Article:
Lockheed Have Blue
If in the early years of the Cold War the goal was to stay out of the reach of possible ground and air threats in the early 1970s the issue that worried the United States was guided radars and missiles. The solution found was reduced or even eliminated the so-called radar signature and heat. Based on this principle, DARPA (Defense Advanced Research Projects Agency) started a program in 1974 that would give rise to the first stealth fighter aircraft.
After several tests, the companies Northrop and Lockheed were chosen to prove their concepts, which were supposed to reduce the cross-section radar. The result was scary: the models created to test the reflection of radar waves had the faceted fuselage, something totally contrary to aerodynamic concepts. To make them fly would require an advanced electronic control system capable of correcting the trajectory continuously, which would be humanly impossible. This system was given the name of FBW, or Fly-By-Wire.
Tests revealed that the Lockheed aircraft, once again created by “Kelly” Johnson, had a lower radar signature and the company was awarded a contract to build two prototypes, named Have Blue. Similar to the F-117A, which was based on it, the Have Blue, however, was smaller and with more flipped wings, in addition to V-end warp with sharper angles. The engine air intakes were above the wings and covered by screens that received radar absorbent material (as well as the fuselage). The exhaust gases were also dispersed by in-line exhaust fans to reduce the infrared signature.
The first flight occurred in December 1977 and the test program continued to succeed until in May 1978 the prototype HB1001 was lost in an accident. Months later the second prototype HB1002 took over the tests until the following year also crashed, ending its development. But Lockheed had already gathered the information it would use in the production version. Surprisingly, Have Blue remained anonymous even after the revelation of the existence of the F-117A.
Lockheed F-117A Night Hawk
The traditional sequence of US fighter numbers had an unfinished gap when Northrop was granted permission from the USAF in 1982 to baptize the F-5’s advanced version as the F-20 Tigershark. After all, why not call it F-19, the next available designation? The suspicion of a new secret fighter remained in public opinion and in the press during the 1980s. At that time, in fact, the Pentagon was developing the airplane that would take advantage of the learning obtained with the Have Blue prototypes of stealth aircraft.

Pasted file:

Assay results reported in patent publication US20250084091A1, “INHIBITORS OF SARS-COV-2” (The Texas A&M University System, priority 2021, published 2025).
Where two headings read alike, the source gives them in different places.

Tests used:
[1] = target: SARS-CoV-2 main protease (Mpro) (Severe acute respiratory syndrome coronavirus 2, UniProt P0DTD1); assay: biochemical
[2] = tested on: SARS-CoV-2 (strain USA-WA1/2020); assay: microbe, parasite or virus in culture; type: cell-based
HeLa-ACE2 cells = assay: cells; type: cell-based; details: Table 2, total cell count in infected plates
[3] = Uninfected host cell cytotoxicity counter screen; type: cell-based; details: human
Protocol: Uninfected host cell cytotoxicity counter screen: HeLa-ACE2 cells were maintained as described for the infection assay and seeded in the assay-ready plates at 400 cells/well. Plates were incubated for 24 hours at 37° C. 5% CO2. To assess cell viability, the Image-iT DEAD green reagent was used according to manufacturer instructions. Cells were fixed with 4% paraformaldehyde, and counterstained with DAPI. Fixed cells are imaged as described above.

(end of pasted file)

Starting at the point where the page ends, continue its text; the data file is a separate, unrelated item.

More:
The technology proved valid and Lockheed gained permission to design the aircraft, which instead of calling the F-19 was named as F-117A, a way of misleading onlookers. Authorized in 1978, the first prototype of the plane would fly in June 1981 with its “diamond” format and a capacity to absorb up to 99% of the radar waves.
Despite being classified as a fighter, Night Hawk was in fact an attack aircraft that entered service in 1983 and remained secret for the next five years, always flying at night (hence the nickname Night Hawk) and accompanied by other aircraft. While theories about the alleged F-19 gave rise to projections of spacecraft-like planes, the F-117A made the Groom Lake airbase (the famous Area 51) a place of mysterious sightings that increased the belief that there were flying saucers in the vicinity.
But in 1988 the mystery ended when the government issued a low-quality image of the F-117 at a somewhat confusing angle that generated disproportionate illustrations. It was the key for the stealth fighter to fly during the day and make its first public appearance in 1990 at Nellis Air Force Base, revealing the enigmatic forms of that very special plane. Shortly thereafter, Night Hawk flew into Iraq during the Gulf War, a career that lasted until 2007 and served as a learning tool for a new generation of stealth aircraft.
Northrop Tacit Blue
Defeated in the competition that would give rise to the F-117, Northrop did not give up. While Have Blue was preparing to fly, the US government was already looking for more stealth solutions, now for a reconnaissance aircraft, and in 1976 the company was given the green light to build a prototype that became known as Tacit Blue and nicknamed “whale” for its voluminous and atypical format.